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Friday, September 23, 2005
 Acer to Launch Affordable 24-inch Wide Screen LCD Monitor
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Message Text: The aspect ratio of wide-screen monitors lends itself to massive programs and to entertainment, and the vast open space of a larger wide screen certainly draws admiration. Acer plans to deliver a new 24-inch wide screen LCD monitor with a 6ms response time to the global market in 4Q, for less than $1000.

The new AL2416W features a 6ms response time, a native resolution of 1920x1200, and a contrast ratio of 1000:1, while its maximum brightness 500 nits. Note that the 1920x1200 is is the widescreen variant of a 1600 x 1200 display. The company also delivers a 20-inch model currently in Europe, the AL2032W, for $766.

Basic specifications:

- Model: AL 2416W
- Diagonal measurement: 24-inch
- Native resolution: 1920x1200
- H/V Viewing angle: 178/178
- Contrast ratio: 1000:1
- Brightness: 500 nits
- Latency: 6 ms

Currently, Dell offers its 24-inch UltraSharp 2405FPW Flat Panel Monitor (1920x1200, 12ms) for $1,200, while Samsung's 243T (24", 1920 x 1200, 300 nits, contrast ratio of 500:1) is available quite some time now for $2,549.00.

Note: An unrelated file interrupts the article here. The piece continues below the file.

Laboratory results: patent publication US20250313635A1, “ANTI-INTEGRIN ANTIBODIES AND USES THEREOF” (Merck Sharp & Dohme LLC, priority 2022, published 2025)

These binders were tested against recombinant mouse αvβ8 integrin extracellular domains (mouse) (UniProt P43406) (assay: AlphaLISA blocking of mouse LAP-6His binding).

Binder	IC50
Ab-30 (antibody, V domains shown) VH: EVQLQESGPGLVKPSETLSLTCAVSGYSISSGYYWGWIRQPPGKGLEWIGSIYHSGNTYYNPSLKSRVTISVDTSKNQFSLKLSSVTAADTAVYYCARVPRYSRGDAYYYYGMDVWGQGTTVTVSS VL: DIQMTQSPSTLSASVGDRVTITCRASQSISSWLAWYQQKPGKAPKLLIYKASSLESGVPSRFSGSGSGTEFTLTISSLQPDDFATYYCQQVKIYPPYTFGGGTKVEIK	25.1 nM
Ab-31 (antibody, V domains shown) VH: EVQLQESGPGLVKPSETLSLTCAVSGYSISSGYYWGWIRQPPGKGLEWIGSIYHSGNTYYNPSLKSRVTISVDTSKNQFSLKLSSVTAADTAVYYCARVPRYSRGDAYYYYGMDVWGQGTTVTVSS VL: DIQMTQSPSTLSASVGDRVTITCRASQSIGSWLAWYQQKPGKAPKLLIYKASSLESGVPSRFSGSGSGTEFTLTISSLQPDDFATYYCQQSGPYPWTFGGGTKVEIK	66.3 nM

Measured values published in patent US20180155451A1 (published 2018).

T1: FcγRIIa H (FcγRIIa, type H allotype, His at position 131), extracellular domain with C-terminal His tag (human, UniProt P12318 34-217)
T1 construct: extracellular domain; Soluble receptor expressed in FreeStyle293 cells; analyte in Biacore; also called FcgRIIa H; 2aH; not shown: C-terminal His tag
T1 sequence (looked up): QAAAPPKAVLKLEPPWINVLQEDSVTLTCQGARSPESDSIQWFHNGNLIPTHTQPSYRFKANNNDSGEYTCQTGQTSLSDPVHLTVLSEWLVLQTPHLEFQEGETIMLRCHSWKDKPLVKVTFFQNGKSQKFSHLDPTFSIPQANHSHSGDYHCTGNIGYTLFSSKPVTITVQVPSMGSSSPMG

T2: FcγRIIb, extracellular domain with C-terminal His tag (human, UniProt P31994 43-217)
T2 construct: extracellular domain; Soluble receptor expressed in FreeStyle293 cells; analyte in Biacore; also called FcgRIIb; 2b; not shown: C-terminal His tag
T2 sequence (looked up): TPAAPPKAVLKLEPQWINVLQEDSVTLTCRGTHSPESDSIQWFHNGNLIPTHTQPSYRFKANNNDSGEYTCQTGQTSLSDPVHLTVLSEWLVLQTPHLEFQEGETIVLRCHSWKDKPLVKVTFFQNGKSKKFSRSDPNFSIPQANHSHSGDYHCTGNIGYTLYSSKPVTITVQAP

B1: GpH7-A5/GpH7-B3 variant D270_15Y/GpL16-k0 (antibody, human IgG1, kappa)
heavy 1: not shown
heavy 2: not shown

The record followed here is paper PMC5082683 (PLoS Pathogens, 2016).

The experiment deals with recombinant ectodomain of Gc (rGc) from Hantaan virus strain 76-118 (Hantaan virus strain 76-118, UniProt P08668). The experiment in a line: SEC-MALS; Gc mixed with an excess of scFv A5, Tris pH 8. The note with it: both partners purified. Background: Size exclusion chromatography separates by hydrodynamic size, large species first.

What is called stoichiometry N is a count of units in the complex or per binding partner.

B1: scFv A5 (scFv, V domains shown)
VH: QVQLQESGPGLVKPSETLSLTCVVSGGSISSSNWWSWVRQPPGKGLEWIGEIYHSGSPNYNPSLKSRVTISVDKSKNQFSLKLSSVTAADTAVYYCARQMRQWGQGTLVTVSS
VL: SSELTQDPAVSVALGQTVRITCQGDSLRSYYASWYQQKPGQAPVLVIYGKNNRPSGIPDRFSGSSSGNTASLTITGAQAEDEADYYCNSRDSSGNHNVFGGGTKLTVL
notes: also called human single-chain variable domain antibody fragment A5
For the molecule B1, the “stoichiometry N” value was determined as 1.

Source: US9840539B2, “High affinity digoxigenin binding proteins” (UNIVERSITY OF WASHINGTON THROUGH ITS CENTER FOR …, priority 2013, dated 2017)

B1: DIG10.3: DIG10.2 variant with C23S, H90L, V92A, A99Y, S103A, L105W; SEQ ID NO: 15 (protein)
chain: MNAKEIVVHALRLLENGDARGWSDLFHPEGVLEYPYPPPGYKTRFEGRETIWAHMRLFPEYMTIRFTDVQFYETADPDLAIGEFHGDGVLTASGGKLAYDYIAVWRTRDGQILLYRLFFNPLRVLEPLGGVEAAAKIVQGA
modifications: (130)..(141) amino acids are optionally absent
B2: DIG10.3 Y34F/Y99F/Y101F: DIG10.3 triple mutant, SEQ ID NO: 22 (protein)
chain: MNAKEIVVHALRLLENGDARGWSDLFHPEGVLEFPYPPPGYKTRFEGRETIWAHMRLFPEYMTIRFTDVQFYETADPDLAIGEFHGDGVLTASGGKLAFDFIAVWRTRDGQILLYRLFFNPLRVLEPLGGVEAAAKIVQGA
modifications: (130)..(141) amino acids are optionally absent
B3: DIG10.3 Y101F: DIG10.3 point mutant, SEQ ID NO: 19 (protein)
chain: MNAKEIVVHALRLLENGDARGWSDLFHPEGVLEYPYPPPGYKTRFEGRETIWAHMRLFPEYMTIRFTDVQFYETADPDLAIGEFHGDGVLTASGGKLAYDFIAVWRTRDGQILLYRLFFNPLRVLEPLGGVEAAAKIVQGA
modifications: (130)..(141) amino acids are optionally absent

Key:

Recently, Japanese EIZO announced its FlexScan S2410W series, offering 1920? 1200 resolutions at 24 inches, an 8 ms response time and a 1000:1 contrast ratio. It is available for $1,900 USD.

Sony's 23-inch SDM-232 is priced at $1,600, and apple's 23-inch Cinema HD can be found for under $1,600.

In related news, BenQ recently unveiled its latest 8ms 20-inch LCD monitors to the global market while Samsung Electronics launched a 20-inch LCD monitor earlier this month. BenQ is also planning to introduce a 23-inch model this year.

According to iSuppli, the 23- and 24-inch widescreen market represents one of the hottest growth opportunities in the second half of 2005, with Dell's aggressively priced entry into this space spurring price competition. Prices in the segment have dipped below US$1,500, the market research firm stated.

People who toil over immense spreadsheets or palette-filled image editors can justify the cost of such a monitor in terms of work efficiency. But if you don't need the improved text clarity, or if you spend your workday in narrower program windows, a wide-screen display may not be the best dedicated monitor for you.
 
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